The Bank’s Business Continuity Plan (BCP) remained in place during the year. The BCP framework includes a Business Resumption Site (BRS) as backup for critical operations should the Reserve Bank’s main building become inaccessible due to an emergency
or a disaster or if the systems in the building become inoperable. Critical operations include foreign reserves management, finance management, settlements and some domestic market processes, including FIJICLEAR operations. The BRS also houses
the Bank’s archives. Best practice requires that BCP procedures are regularly tested to ensure their effective readiness for emergency situations. The Bank’s crisis communication procedures are established and practised through call trees and emergency evacuation drills continue to ensure awareness of emergency procedures by staff and tenants of the RBF building.

The Bank participated in the National Tsunami Drill with other corporates to raise staff familiarity with the evacuation processes and will continue to conduct such training and drills to enhance disaster preparedness and planning. The Risk Management and Communications Group forms the second line of defence in the management of risks in the Bank and its Middle Office is responsible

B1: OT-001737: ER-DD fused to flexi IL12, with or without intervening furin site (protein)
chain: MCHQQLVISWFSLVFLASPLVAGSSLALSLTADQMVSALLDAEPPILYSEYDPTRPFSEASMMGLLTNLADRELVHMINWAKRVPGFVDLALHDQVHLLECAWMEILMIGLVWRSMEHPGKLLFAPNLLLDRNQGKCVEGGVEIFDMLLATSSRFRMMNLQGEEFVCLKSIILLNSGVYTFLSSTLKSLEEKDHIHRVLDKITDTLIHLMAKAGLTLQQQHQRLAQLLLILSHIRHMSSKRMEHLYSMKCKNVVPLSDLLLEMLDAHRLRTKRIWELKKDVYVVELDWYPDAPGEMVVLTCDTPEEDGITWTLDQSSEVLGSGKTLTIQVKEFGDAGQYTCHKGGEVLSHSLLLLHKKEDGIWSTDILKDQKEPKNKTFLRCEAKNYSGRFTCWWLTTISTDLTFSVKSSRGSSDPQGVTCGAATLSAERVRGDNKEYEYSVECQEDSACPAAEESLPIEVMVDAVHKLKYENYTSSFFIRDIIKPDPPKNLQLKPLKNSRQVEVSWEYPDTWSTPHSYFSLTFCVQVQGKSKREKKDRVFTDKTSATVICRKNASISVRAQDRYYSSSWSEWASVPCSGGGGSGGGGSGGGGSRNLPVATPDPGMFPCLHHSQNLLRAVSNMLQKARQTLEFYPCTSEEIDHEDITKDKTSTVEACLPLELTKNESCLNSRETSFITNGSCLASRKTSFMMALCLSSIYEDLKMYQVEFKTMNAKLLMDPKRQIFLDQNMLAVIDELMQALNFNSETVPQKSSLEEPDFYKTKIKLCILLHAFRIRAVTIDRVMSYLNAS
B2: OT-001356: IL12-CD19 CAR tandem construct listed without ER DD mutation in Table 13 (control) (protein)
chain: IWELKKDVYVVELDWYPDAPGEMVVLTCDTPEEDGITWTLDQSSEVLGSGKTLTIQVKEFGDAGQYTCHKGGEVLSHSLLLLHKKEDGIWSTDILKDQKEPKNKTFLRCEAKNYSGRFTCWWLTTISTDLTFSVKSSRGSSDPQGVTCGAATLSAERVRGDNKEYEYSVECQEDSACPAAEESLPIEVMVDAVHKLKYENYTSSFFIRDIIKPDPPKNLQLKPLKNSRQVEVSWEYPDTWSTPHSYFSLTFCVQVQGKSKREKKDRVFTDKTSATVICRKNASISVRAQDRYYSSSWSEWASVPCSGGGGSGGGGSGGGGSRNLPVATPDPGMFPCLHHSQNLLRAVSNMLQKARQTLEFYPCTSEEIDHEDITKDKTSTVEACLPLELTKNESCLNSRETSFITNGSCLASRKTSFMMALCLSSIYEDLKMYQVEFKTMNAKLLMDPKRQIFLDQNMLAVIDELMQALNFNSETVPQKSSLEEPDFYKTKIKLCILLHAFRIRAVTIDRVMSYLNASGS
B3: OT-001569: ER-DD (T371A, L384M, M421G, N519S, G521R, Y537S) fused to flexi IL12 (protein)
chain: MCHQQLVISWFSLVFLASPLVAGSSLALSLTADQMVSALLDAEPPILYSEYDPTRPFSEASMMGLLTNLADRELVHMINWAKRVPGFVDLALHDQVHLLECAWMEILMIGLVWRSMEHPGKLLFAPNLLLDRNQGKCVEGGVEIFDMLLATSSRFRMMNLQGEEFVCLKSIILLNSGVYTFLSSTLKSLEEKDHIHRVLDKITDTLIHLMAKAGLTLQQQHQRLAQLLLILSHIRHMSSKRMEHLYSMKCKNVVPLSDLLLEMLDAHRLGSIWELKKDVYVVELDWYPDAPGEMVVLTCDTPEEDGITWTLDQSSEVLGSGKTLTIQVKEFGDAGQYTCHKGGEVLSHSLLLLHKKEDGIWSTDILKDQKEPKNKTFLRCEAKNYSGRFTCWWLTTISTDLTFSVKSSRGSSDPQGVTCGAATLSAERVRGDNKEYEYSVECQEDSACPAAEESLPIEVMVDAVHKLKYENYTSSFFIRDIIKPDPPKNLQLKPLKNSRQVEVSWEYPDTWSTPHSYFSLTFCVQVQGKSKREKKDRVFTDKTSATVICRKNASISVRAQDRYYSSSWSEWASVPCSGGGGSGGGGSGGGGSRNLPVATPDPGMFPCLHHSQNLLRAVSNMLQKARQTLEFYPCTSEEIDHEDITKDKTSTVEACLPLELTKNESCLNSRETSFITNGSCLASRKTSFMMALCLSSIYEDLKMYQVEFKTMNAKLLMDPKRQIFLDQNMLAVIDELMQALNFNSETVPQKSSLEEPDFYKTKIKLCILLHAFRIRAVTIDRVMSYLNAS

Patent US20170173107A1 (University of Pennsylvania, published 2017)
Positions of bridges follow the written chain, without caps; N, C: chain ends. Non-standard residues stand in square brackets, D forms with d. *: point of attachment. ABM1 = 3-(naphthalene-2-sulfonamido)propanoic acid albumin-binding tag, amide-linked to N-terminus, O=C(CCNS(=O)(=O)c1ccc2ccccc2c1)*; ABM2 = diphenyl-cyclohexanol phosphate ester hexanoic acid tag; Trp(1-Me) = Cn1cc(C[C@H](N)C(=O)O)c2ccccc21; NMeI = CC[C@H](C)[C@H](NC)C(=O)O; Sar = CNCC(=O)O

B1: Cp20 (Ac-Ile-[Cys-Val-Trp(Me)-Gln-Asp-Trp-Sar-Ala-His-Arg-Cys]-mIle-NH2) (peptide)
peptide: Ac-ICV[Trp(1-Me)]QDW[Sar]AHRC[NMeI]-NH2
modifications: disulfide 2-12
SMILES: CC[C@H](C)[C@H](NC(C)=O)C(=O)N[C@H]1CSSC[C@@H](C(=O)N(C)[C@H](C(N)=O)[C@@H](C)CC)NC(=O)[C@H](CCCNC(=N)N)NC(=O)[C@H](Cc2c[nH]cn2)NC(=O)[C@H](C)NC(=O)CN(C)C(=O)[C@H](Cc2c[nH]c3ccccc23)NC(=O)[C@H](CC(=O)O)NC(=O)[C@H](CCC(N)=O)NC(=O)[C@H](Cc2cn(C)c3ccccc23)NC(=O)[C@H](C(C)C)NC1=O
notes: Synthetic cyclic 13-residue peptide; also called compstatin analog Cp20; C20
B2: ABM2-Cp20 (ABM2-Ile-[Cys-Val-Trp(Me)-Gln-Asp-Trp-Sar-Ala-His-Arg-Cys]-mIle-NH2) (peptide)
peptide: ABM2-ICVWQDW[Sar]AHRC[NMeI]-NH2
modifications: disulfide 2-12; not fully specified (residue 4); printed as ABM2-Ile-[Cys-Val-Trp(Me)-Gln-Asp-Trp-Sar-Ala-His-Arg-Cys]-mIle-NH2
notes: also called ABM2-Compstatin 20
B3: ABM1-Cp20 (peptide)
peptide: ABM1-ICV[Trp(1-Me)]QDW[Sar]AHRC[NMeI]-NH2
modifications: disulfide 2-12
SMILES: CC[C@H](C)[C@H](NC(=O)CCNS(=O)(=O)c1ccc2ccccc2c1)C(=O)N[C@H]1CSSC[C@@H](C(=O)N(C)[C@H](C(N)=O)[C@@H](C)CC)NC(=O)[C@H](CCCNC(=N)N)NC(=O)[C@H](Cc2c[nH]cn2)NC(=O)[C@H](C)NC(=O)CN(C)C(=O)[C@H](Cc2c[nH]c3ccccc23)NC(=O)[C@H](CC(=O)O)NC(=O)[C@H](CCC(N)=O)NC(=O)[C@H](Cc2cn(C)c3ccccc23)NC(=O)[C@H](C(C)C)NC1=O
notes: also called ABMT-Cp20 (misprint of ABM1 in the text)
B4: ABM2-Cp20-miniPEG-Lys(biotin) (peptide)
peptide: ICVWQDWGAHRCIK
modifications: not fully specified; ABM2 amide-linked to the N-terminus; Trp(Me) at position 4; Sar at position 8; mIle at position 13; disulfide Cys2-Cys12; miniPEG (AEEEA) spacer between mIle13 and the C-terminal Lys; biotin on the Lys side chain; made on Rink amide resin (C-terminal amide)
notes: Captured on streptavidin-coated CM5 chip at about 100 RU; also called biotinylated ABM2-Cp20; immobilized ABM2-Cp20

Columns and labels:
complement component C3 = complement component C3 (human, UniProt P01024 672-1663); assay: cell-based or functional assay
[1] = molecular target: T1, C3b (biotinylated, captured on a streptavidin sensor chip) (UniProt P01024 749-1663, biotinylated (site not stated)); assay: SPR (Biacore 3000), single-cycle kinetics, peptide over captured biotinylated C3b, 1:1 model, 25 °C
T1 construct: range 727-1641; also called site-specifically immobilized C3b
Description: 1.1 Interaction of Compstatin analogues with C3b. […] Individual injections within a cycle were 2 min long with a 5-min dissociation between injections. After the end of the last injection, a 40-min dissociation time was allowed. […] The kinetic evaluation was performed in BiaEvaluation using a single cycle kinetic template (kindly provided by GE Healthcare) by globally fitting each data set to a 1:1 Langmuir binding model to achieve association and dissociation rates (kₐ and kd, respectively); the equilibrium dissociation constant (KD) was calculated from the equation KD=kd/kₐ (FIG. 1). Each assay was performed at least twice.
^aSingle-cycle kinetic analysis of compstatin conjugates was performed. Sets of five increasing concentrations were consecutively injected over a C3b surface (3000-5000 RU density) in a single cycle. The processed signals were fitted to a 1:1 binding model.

for managing risks relating to the Bank’s foreign reserves management operations. Compliance and performance reports are prepared by the Middle Office and discussed at the Investment Committee meetings held monthly.

The audit function as a third line of defence under the Bank’s risk management function continued to provide independent assessments to ensure the effective oversight of risks in the Bank. The internal audit function is outsourced to KPMG Fiji while external audit is undertaken by PricewaterhouseCoopers Fiji. Areas for improvement identified by internal and external audits are addressed as appropriate. The Board, the Board Audit and Risk Committee, the Board Governance Committee and the Risk and
Business Continuity Management Committee also contribute to the review and strengthening of the Bank’s risk management function.